Composer(s): Modest MUSSORGSKY
Artist(s): Zehava Gal
Conductor: Claudio ABBADO
Orchestra/Ensemble: London Symphony Orchestra, London Symphony Chorus
Label: RCA Victor Gold Seal
Catalog #: 661354
Release Date: July 26, 2007
Format: CD (1 Disc)
Time: 54 min
SPARS Code: ADD
When the word "Abbado conducts Mussorgsky" comes out, most people would almost associate to the now famous live recordings he made with the Berliner Philharmoniker in the acoustically superb Philharmonie.
The above CD represents Abbado initial attempt at these works, during his time with the London Symphony in the 80s. This was a much younger Abbado, full of energy and passion. You can immediately sense it in the music, especially in the original version of the "Night on Bald Mountain", which was pretty much made famous by this CD.
Having heard both this and the BPO version of the Night on Bald Mountain, I'll have to say I prefer the LSO version. Technically speaking, the orchestra playing could be a little neater and tighter than the Berliners. But in terms of the getting to the meat and soul of the music, LSO triumphs here. Take for example, the wind section, the trumpets were screeching like witches in a crazed state, (don't expect the BPO trumpeters to do that as readily). You can almost see the witches dancing in their demonic fiendish delights (9:51) in the bassoon solo passage.
In my humble opinion, this is one of those landmark recordings that makes everyone else in the music world relook at Mussorgsky's music, especially the original version of Night on Bald Mountain.
Reviewer: Christopher McCoy (Customer Review from Amazon.com)
Yes, the original version of "Night on Bald Mountain" performed on this CD is much better than the Rimsky version. It's ferocious and almost terrifying at times. But it is Abbado's recordings of Mussorgsky's early choral works that make this CD such a gem. I have never been able to understand why these brilliant works have not achieved wider currency. Outside of Abbado, very few conductors have recorded these pieces (a Valeri Polyansky CD on Chandos Records has a couple of them and Abbado recorded all of them again for Deutsche Grammophon a few years ago but this CD is sadly not available in the U.S.).
If you are captivated--as I am--by the choral pieces from Boris Godunov and Khovanshchina, then you will surely enjoy Mussorgsky's early choral works. The choral pieces on this CD, though written by a young Mussorgsky, are no less inspired than those from his later operas. "Joshua" and the "Chorus of Priestesses" are from Mussorgsky's first opera Salammbo, which he left unfinished after completing only one act (Salammbo was recorded about 20 years ago in Italy for CBS Records but this recording has unfortunately never been transferred to CD). "The Destruction of Sennacherib" and "Oedipus in Athens" are independent choral pieces, both of which are quite striking and contain moments of great depth. To be sure, there is little of Mussorgsky's more 'advanced' harmony in these pieces, of the sort employed in the song-cycle Sunless, for instance. But it scarcely matters! These pieces stand on their own. The "Destruction Of Sennacherib" contains a central section that is supposed to depict the Angel of Death, which in my view is one of the most arresting and haunting passages in all of Russian--or Western--choral music.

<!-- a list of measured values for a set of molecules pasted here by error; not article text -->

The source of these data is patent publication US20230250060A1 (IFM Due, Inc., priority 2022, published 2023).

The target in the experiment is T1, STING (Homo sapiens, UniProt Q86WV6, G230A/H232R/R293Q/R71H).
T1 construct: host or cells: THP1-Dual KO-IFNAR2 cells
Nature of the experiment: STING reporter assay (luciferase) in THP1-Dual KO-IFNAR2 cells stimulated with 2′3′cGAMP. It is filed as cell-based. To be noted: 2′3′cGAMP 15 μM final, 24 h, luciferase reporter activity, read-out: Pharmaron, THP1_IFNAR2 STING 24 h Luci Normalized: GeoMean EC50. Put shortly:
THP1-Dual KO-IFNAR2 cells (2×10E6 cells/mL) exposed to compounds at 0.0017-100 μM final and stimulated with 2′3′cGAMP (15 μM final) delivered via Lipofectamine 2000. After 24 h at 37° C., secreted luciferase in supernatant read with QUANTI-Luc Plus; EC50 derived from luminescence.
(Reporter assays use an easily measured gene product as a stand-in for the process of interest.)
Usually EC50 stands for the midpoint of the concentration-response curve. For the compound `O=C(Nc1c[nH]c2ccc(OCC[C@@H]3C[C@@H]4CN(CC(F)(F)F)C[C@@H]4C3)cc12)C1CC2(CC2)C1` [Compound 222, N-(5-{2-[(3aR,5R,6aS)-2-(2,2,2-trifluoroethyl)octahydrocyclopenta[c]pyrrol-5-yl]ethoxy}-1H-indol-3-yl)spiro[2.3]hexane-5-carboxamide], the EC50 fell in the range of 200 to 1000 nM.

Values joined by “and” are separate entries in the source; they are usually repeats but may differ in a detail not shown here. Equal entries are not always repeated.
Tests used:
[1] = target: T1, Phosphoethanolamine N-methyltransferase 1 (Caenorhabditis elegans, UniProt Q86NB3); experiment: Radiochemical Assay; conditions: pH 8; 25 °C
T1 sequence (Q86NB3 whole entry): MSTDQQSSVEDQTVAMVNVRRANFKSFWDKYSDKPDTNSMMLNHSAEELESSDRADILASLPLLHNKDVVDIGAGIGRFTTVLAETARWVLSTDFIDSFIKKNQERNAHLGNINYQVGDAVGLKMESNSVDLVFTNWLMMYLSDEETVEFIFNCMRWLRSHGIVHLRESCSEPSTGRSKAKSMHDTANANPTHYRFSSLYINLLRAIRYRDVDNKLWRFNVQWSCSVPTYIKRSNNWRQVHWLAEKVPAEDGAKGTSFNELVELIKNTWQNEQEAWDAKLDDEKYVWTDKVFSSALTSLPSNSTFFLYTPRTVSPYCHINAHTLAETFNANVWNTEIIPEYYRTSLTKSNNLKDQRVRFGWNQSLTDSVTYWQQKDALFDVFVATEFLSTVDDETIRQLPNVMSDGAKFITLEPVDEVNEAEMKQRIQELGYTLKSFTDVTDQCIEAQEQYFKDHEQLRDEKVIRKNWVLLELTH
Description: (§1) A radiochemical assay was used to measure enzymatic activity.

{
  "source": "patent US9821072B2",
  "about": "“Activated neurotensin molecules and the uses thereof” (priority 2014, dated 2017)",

I should also note that the Prelude and Galitsin's Journey from Khovanshchina live up to the quality of Abbado's live recording of the complete Khovanshchina on Deutsche Grammophon. (I have to agree with the other reviewer that Abbado is the greatest conductor of Mussorgsky.) I would frankly recommend all of Abbado's Mussorgsky recordings, but especially his Khovanshchina. If you don't want to get the entire opera, try the Sony CD with Abbado conducting the Berlin Philharmonic, which contains some further excerpts from Khovanshchina not included on the CD under review here. Anatoly Kotcherga's singing on Shaklovity's aria is profoundly moving.